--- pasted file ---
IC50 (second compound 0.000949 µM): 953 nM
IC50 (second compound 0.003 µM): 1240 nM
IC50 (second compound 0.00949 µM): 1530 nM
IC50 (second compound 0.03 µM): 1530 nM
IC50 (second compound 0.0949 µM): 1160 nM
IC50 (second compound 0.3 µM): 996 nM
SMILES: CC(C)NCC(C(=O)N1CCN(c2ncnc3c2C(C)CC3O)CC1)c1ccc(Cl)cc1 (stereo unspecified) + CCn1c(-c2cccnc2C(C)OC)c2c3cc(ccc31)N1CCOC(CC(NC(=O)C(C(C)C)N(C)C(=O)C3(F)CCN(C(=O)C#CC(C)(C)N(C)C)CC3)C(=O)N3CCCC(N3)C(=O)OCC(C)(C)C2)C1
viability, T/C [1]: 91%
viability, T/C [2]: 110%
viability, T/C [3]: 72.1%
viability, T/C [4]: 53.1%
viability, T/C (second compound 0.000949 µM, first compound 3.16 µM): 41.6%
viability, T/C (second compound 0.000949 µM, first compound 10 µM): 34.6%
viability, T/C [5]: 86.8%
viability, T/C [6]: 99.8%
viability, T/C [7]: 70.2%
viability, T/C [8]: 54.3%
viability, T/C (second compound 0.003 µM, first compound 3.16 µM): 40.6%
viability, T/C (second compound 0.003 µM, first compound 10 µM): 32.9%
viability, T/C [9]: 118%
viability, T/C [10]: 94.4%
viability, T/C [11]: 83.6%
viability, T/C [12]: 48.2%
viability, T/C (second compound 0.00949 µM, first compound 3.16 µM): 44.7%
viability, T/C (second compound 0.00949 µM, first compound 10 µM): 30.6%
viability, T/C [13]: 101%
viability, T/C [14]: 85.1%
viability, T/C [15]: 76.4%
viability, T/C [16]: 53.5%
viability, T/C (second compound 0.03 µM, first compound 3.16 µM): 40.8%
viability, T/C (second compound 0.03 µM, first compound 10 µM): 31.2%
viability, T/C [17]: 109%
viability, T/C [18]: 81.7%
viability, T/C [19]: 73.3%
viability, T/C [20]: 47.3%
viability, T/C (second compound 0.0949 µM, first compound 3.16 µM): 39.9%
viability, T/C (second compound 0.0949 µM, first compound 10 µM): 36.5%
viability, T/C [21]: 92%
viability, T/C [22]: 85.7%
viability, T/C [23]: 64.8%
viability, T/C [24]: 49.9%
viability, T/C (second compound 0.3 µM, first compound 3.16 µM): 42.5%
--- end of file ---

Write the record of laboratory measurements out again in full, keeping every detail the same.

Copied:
IC50 (second compound 0.000949 µM): 953 nM
IC50 (second compound 0.003 µM): 1240 nM
IC50 (second compound 0.00949 µM): 1530 nM
IC50 (second compound 0.03 µM): 1530 nM
IC50 (second compound 0.0949 µM): 1160 nM
IC50 (second compound 0.3 µM): 996 nM
SMILES: CC(C)NCC(C(=O)N1CCN(c2ncnc3c2C(C)CC3O)CC1)c1ccc(Cl)cc1 (stereo unspecified) + CCn1c(-c2cccnc2C(C)OC)c2c3cc(ccc31)N1CCOC(CC(NC(=O)C(C(C)C)N(C)C(=O)C3(F)CCN(C(=O)C#CC(C)(C)N(C)C)CC3)C(=O)N3CCCC(N3)C(=O)OCC(C)(C)C2)C1
viability, T/C [1]: 91%
viability, T/C [2]: 110%
viability, T/C [3]: 72.1%
viability, T/C [4]: 53.1%
viability, T/C (second compound 0.000949 µM, first compound 3.16 µM): 41.6%
viability, T/C (second compound 0.000949 µM, first compound 10 µM): 34.6%
viability, T/C [5]: 86.8%
viability, T/C [6]: 99.8%
viability, T/C [7]: 70.2%
viability, T/C [8]: 54.3%
viability, T/C (second compound 0.003 µM, first compound 3.16 µM): 40.6%
viability, T/C (second compound 0.003 µM, first compound 10 µM): 32.9%
viability, T/C [9]: 118%
viability, T/C [10]: 94.4%
viability, T/C [11]: 83.6%
viability, T/C [12]: 48.2%
viability, T/C (second compound 0.00949 µM, first compound 3.16 µM): 44.7%
viability, T/C (second compound 0.00949 µM, first compound 10 µM): 30.6%
viability, T/C [13]: 101%
viability, T/C [14]: 85.1%
viability, T/C [15]: 76.4%
viability, T/C [16]: 53.5%
viability, T/C (second compound 0.03 µM, first compound 3.16 µM): 40.8%
viability, T/C (second compound 0.03 µM, first compound 10 µM): 31.2%
viability, T/C [17]: 109%
viability, T/C [18]: 81.7%
viability, T/C [19]: 73.3%
viability, T/C [20]: 47.3%
viability, T/C (second compound 0.0949 µM, first compound 3.16 µM): 39.9%
viability, T/C (second compound 0.0949 µM, first compound 10 µM): 36.5%
viability, T/C [21]: 92%
viability, T/C [22]: 85.7%
viability, T/C [23]: 64.8%
viability, T/C [24]: 49.9%
viability, T/C (second compound 0.3 µM, first compound 3.16 µM): 42.5%